}
    }
}

Here is the entire solution for download. 

WPFAsyncProgressBarMVVM.zip (77.39 kb)  

This concludes the article.  Thank you for taking the time to read it!

Until next time...

~/Buddy James

kick it on DotNetKicks.com

 

 



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About the author

My name is Buddy James.  I'm a Microsoft Certified Solutions Developer from the Nashville, TN area.  I'm a Software Engineer, an author, a blogger (http://www.refactorthis.net), a mentor, a thought leader, a technologist, a data scientist, and a husband.  I enjoy working with design patterns, data mining, c#, WPF, Silverlight, WinRT, XAML, ASP.NET, python, CouchDB, RavenDB, Hadoop, Android(MonoDroid), iOS (MonoTouch), and Machine Learning. I love technology and I love to develop software, collect data, analyze the data, and learn from the data.  When I'm not coding,  I'm determined to make a difference in the world by using data and machine learning techniques. (follow me at @budbjames).  

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refactorthis.net | Complete coverage of your source code with NDepend part 1
Infragistics JQuery controls

Complete coverage of your source code with NDepend part 1

What is NDepend?

This article is part one of a two part series about one of the most practical and dynamic tools in existence for .NET development.  I’m talking about NDepend http://www.NDepend.com.  I was approached about writing a review for NDepend so I downloaded the application to give it a try.  As with all of my reviews, let it be known that if I think a product is mediocre, then that’s what I’m going to write.  All that to say that this is no exaggeration, I really feel this strongly about this tool.  I’m sure by the end of this article, I will have peeked your interest too.  If you are interested, please read on.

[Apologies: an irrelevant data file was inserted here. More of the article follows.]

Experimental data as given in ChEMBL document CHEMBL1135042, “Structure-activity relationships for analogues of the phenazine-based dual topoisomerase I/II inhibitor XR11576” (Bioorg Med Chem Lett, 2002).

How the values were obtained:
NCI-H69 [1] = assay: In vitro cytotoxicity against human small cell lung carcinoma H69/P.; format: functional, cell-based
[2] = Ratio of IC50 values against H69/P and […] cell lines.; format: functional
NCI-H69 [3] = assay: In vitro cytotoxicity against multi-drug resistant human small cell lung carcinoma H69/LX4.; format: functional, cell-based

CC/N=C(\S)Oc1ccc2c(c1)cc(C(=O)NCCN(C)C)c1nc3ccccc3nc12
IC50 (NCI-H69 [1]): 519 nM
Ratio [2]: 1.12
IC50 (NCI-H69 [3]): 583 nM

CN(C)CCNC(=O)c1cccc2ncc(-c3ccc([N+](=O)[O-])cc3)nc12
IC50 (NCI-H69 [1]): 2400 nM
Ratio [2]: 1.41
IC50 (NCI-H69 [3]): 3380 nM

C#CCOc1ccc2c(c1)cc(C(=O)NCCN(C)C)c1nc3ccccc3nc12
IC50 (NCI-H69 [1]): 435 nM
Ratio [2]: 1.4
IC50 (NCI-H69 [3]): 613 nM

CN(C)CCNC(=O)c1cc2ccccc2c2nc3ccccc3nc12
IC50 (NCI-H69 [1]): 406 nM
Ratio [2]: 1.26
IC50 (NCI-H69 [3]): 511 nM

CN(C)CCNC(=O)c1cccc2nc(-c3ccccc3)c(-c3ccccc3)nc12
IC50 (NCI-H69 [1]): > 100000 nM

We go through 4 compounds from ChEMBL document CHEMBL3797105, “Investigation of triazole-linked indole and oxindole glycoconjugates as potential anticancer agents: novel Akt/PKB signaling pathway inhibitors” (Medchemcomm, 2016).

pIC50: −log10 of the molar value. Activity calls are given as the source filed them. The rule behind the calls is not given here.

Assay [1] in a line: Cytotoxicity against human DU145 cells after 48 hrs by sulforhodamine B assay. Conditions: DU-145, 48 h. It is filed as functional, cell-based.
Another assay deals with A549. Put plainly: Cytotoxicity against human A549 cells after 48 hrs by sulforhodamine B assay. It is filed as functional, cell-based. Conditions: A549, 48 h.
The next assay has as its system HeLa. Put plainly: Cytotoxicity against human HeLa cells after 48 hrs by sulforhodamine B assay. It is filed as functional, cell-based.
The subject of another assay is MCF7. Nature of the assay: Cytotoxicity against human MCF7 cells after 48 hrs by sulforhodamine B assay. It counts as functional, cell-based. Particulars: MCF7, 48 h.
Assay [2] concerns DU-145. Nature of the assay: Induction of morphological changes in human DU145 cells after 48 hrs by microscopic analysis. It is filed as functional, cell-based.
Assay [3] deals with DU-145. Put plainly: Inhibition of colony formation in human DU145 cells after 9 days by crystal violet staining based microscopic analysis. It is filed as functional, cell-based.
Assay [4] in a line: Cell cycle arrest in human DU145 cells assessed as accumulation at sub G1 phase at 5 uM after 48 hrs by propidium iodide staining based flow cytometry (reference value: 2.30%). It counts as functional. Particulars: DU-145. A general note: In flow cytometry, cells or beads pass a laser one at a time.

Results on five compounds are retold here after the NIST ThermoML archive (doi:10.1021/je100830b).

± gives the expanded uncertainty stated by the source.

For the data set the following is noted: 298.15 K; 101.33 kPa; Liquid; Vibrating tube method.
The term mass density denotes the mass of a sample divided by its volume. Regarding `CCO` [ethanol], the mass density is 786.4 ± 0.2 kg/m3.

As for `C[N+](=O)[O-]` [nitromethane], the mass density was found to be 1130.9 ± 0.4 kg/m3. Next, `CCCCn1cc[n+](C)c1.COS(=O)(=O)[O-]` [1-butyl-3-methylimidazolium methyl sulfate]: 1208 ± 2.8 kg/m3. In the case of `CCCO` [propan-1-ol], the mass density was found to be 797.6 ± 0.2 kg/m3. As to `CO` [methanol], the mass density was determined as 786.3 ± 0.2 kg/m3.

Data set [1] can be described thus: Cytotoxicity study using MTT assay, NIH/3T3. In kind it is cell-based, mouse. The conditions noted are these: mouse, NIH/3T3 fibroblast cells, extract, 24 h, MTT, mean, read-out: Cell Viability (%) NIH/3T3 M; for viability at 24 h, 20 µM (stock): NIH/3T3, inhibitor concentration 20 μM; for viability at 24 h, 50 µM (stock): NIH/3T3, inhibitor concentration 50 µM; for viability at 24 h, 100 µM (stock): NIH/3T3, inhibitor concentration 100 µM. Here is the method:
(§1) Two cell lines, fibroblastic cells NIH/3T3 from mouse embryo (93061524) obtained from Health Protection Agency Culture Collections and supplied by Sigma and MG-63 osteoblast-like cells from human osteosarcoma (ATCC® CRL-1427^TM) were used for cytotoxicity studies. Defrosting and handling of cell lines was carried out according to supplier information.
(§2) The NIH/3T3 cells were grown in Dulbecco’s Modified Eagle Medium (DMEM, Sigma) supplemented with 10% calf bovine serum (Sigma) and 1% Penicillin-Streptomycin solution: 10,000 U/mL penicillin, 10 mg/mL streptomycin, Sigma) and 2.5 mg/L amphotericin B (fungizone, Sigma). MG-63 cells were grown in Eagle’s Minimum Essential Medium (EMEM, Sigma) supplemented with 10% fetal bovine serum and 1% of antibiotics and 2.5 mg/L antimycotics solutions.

NDepend pro product suite

From NDepend.com, “NDepend is a Visual Studio tool to manage complex .NET code and achieve high Code Quality.”  This tool allows you to visualize your source code in many different ways in an effort to analyze the quality of your code and how to improve it.  The product comes complete with a Visual Studio add in, an independent GUI tool, and a set of power tools that are console based which makes the product suite extremely versatile.  Whether you are pressed for time and need to analyze your code while in visual studio, you prefer a standalone GUI, or you are addicted to the command line, this product is made to fit your needs.

Installation

The NDpend installation process is very straight forward.  The download is a zip file that contains the complete product suite.  You simply pick a folder to install to and unzip the archive.  If you’ve purchased the pro version, you will be provided with a license in the form of an XML file which needs to be placed in the directory that you chose to install the product.

Installing the Visual Studio 2012 add-in

Once you’ve unzipped the archive, you need to run the NDepend.Install.VisualStudioAddin.exe executable to install the Visual Studio add-in.

Running the install

The installation completed

Adding an NDepend project to your solution

When you use the Visual Studio integration, you need to create an NDepend project in the solution that you wish to analyze.